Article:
Hebrews 10 goes on to tell us that, “Every priest stands daily at his service, offering repeatedly the same sacrifices, which can never take away sins” (Heb. 10:11).

The Old Testament priests, that whole Levitical priestly system—we’ll talk more about that in this series on Psalm 110—those priests stand daily at their service. They’re not sitting down. Why? Because their work is never done. They have to keep offering sacrifices day after day after day after day after day, offering repeatedly the same sacrifices, which can never take away sin. What a job is theirs!

And so here comes now our Perfect Priest. Verse 12 of Hebrews chapter 10, “When Christ had offered for all time a single sacrifice for sins, he sat down at the right hand of God.”

The priests stand up day after day, offering those sacrifices. Jesus sat down. Why? Because His redeeming work is complete. It’s finished! It’s done!

And so, today, Jesus is not in a manger. Jesus is not on the cross. Jesus is in heaven. He is seated at the right hand of God, an exalted place, a place of honor, a place of majesty, a place of authority.

And what is He doing there? Well, we could do a whole series on that topic, and maybe someday we will. But continuing in Hebrews chapter 10 where we’ve just been reading: “Every priest stands daily,” but Jesus offered one sacrifice. He sat down at the right hand. What is He doing? Verse 13—again, He’s quoting Psalm 110 here: “He is waiting until his enemies should be made a footstool for his feet.”

Jesus is seated at the right hand of God the Father Almighty, waiting. Waiting. Waiting. It’s been, so far, over 2,000 years. That seems like a long time to me. It is a long time to us, but to the Lord, a thousand years is as a day. He’s waiting.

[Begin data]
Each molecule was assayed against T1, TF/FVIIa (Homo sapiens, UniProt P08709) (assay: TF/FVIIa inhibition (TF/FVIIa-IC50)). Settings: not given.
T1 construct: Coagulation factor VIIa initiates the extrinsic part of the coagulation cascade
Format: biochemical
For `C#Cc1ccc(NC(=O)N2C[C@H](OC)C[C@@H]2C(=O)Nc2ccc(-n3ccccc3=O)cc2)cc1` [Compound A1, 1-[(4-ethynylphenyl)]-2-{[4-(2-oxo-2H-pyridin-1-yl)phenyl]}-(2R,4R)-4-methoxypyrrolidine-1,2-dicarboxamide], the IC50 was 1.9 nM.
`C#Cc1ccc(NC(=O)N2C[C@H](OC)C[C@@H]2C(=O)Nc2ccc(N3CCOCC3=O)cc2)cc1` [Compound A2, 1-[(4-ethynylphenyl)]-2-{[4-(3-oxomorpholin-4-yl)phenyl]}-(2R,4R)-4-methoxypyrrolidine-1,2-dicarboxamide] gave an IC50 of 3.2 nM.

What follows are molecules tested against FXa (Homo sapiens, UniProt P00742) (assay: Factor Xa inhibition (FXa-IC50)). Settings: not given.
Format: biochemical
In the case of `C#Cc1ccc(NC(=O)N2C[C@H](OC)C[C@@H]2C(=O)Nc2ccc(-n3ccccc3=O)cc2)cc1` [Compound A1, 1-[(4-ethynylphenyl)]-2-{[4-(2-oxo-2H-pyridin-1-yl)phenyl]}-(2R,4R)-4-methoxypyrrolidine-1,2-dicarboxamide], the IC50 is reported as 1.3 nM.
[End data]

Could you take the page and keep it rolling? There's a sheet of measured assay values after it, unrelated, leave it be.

What’s He waiting for? “He is waiting until his enemies should be made a footstool for his feet.”

That “footstool for his feet” signifies His enemies being vanquished, being conquered, being subservient, coming in to complete subjection. There’s an Old Testament picture of this in Joshua chapter 10, when Joshua conquers five Amorite kings who had been fighting against Israel.

And in Joshua 10, Joshua says to "the chiefs of the men of war who had gone with him into battle, 'Come near; put your feet on the necks of these kings'” (Josh. 10:24).

What does that mean? That’s a symbol: We have conquered these kings. They have been subjugated. They are now under our rule.

For Jesus’ enemies to be made “a footstool for his feet,” is symbolically saying, “He has conquered every enemy.” Jesus is waiting for this.

And so the Father says to the Son in Psalm 110, “Sit at my right hand, until I make your enemies your footstool.”

Who are these enemies? Well, these are the ones who oppose Jesus’ reign and rule. God is making Jesus’ enemies to become His footstool. God is doing this. God is doing it today. He’s active. He’s at work. He’s conquering the hearts of men and women everywhere, bringing them into subjection to Jesus Christ.

And those who will not be conquered while there is time to repent will, still, nonetheless be conquered, and every enemy will become a footstool of Jesus Christ. Every last one of His enemies will be defeated, will be brought into complete subjection. It will happen. Jesus is not waiting as if, “Oh, I wonder if this will happen.” There is no doubt as to the outcome.

But notice that it doesn’t happen immediately. There is that little word, “Until.” “Sit at my right hand until I make your enemies your footstool.” How long is that going to be? A day? A week? A month? A year? A century? A thousand years? How long? How long will that be? How long is that “until all the enemies of Christ become His footstool?” We don’t know.

And you know what? We don’t have to know. We, like Jesus, can wait in confidence that the outcome has been determined. It will happen. It will happen. And so we wait until it happens.

First Corinthians 15, verse 25 says that “Jesus must reign until”—there’s that word again—“until he has put all his enemies under his feet. The last enemy to be destroyed is death.”

The final enemy.

  • No more death.
  • No more tears.
  • No more sorrow.
  • No more sickness.
  • No more pain.
  • No more sin.
  • No more desire to sin.

Can I hear a hallelujah? Every enemy will come under the feet of Jesus.

And so, a little take-it-home here: “The Father Jehovah, YHWH, says to the Son, says to my Lord, ‘Sit at my right hand until I make your enemies your footstool.'”